• Winning entries will be posted on The Foundation’s website and social media sites
  • Opportunity to apply for loan cameras

Role of the Camp

Camps agree that:

  • All staff delivering the program have completed the training provided on-line through The Foundation’s website
  • The program may be run in any number of sessions during the summer but each session must ensure campers have allocated a minimum of 6 hours over at least 2 days for each camper/group who participates (any combination is acceptable to achieve the 6 hour commitment)
  • Access will be provided to necessary electronic support for campers /staff to view images, complete artist’s statements and make submissions online
  • An online evaluation questionnaire on the program experience will be completed

How and When To Register

Individual CCA member camps can apply on-line through The Roberta Bondar Foundation website.

Position Statement on Active Outdoor Play

Posted on March 8, 2015 by CCA Communications Committee

Dr. Mark Tremblay, Director, Healthy Active Living and Obesity Research Group, Children’s Hospital of Eastern Ontario Research Institute, working with twenty-one Canadian experts representing seventeen organizations, has prepared a draft Position Statement on Active Outdoor Play.

They are seeking feedback on the clarity of the Position Statement from YOU, a professional whose work is connected to children’s active outdoor play.

Dear Friends,

You are being invited to participate in a survey soliciting your opinion on the draft Position Statement on Active Outdoor Play, prepared by a group of 17 concerned Canadian organizations. You are being invited to participate because you are a practitioner whose work is in some way connected with children’s outdoor active play. In the past few decades, the prevalence of obesity, physical inactivity and sedentary behaviours among children in Canada has risen, and children are spending more time indoors and less time outdoors and with nature. A recent systematic review completed by our group uncovered strong evidence that children who spend more time outdoors have higher physical activity and lower sedentary behaviour levels. A second systematic review completed by our group showed that various forms of active outdoor play (e.g., independent mobility) are related to increased physical activity, decreased sedentary behaviour, and improved social outcomes in children. Despite these benefits of outdoor active and even risky play, the potential harms perceived to be associated with increased time in nature and the outdoors appear to be swinging the pendulum to a point where healthy child development may be at risk – ironically in an attempt to actually reduce risk.

Related to this, we brought together previously fractious/dissenting groups in the health promotion community to work constructively together for the promotion of childhood health and wellness. As a result, a group of 21 Canadian experts, representing 17 organizations, convened to examine the best available evidence on outdoor and risky active play and develop an evidence-informed position statement. This Position Statement outlines the evidence, and provides our recommendations for action. As the final stage in the development of this Position Statement we are seeking to gain feedback about the clarity of the Position Statement, as well as level of agreement, perceived importance, and support for the Position Statement from a large number of practitioners in the fields represented by each of the contributing collaborators (e.g., parks, green cities, pediatricians, physical activity).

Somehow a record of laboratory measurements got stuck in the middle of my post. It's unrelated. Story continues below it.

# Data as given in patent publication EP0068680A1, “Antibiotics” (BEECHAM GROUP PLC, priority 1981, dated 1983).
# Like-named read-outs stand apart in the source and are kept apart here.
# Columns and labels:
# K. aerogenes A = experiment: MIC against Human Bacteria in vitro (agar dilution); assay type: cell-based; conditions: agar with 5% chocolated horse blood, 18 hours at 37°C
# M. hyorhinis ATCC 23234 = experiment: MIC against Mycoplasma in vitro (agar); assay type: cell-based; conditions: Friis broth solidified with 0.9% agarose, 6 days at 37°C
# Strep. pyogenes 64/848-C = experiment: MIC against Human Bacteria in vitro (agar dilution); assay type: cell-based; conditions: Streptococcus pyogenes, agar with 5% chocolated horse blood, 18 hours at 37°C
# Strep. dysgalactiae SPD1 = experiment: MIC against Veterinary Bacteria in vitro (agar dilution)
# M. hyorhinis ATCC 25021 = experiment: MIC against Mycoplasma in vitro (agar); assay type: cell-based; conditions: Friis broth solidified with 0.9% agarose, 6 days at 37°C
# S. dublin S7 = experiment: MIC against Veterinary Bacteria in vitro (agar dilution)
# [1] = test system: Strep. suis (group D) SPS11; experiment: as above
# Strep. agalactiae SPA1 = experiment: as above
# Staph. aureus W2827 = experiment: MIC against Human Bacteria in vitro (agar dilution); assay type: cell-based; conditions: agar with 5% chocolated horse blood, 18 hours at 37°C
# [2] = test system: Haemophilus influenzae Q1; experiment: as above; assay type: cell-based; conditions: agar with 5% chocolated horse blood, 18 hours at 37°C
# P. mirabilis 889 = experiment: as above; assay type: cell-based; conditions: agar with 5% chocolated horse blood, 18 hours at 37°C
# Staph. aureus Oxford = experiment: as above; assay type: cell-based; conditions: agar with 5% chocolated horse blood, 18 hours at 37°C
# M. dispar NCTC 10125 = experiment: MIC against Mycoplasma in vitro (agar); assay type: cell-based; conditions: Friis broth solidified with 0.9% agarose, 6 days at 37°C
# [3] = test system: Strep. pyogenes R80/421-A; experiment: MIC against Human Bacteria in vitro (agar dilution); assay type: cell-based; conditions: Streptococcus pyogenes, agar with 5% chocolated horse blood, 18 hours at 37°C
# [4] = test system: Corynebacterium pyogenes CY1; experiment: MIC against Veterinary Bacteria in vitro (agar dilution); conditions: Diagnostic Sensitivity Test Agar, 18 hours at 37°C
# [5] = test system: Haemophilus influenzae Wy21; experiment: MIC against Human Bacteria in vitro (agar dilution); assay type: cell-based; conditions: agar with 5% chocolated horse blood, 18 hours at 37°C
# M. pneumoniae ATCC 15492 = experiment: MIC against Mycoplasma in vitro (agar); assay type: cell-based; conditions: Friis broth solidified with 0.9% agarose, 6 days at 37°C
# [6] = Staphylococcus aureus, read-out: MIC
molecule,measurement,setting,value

Click on the link below for more information on the survey and instructions on how to get started.  Thanks for your time!

We encourage you to circulate the survey link to your colleagues and among your networks. This stakeholder survey will be open until March 15, 2015. 

Participation in this survey is voluntary. By accessing and completing this survey you are giving your implied/passive consent to participate in the survey. The survey does not collect information about your name or email address and responses will be presented in group format only. A summary of findings will be available on the HALO website ( once the results have been published and will also be sent to participating organizations for distribution to members. If you have any questions about this study, please contact Dr. Mark Tremblay at 613-737-7600 ext 4114 or The CHEO Research Ethics Board (REB) has reviewed this protocol. The REB considers ethical aspects of all research studies involving human participants at the CHEO and its Research Institute. If you have any questions about your rights as a study participant, you may contact the CHEO REB Chairperson at 613-737-7600 ext 3624. Note: This Position Statement on Active Outdoor Play is in draft form and not intended for general circulation

Call For Papers: Canadian Camp Research Award of Excellence

Posted on March 2, 2015 by CCA Communications Committee

Camp Directors: Please forward to your present and former staff.

The annual Award honours and celebrates excellence in research and writing that makes a significant contribution to the body of academic literature relevant to the organized camping movement in Canada. It encourages graduate students, faculty and independent scholars to examine issues and/or practicalities of camp phenomena from a social, educational, economic, technological, political, natural and/or organizational perspective from any academic discipline or professional field.

For details, please click here.